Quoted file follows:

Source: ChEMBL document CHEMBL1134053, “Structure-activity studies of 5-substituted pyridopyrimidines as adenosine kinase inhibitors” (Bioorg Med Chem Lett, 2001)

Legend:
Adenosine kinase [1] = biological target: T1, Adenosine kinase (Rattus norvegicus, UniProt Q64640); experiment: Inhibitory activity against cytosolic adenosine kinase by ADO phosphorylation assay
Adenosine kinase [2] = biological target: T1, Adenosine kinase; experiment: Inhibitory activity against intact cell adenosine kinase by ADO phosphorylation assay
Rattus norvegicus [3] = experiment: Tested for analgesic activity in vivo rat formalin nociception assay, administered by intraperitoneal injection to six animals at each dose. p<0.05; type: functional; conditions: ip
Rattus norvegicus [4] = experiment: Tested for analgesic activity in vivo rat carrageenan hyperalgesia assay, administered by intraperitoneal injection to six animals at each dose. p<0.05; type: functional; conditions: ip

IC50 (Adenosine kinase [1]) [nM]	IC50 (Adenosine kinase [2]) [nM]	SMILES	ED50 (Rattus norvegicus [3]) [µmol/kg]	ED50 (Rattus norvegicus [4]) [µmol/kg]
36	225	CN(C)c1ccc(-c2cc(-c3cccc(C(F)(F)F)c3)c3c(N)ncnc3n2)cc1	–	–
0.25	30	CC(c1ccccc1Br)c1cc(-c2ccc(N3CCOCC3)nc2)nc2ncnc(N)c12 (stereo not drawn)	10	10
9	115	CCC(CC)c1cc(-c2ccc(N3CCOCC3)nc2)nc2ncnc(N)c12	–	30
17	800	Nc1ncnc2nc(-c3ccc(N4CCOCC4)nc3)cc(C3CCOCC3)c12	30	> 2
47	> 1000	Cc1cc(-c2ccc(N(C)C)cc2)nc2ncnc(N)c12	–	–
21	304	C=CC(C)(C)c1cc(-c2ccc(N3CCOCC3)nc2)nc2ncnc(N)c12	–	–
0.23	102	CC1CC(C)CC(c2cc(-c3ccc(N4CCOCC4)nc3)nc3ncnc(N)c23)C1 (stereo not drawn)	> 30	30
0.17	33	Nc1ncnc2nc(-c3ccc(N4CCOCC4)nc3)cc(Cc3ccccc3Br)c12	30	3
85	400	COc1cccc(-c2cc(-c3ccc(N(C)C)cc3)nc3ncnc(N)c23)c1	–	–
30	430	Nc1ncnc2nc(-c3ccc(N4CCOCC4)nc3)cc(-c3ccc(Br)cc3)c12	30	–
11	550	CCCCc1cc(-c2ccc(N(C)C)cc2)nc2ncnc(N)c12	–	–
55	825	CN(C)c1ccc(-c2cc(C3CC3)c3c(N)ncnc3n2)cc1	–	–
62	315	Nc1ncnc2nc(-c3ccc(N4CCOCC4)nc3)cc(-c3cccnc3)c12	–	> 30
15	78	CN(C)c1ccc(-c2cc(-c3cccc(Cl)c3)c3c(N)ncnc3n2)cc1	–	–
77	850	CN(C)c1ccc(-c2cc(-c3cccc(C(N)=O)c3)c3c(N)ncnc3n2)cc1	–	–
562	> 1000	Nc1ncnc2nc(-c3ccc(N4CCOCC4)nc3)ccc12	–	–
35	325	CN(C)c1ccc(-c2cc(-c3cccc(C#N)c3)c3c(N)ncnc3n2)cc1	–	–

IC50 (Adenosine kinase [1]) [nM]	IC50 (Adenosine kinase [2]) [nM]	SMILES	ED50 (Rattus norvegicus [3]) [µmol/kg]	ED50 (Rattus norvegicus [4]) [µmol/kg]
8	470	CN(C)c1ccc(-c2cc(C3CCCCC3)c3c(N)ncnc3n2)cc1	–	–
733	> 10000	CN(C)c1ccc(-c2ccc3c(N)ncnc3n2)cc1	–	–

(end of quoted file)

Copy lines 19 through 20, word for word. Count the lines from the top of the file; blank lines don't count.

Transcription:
55	825	CN(C)c1ccc(-c2cc(C3CC3)c3c(N)ncnc3n2)cc1	–	–
62	315	Nc1ncnc2nc(-c3ccc(N4CCOCC4)nc3)cc(-c3cccnc3)c12	–	> 30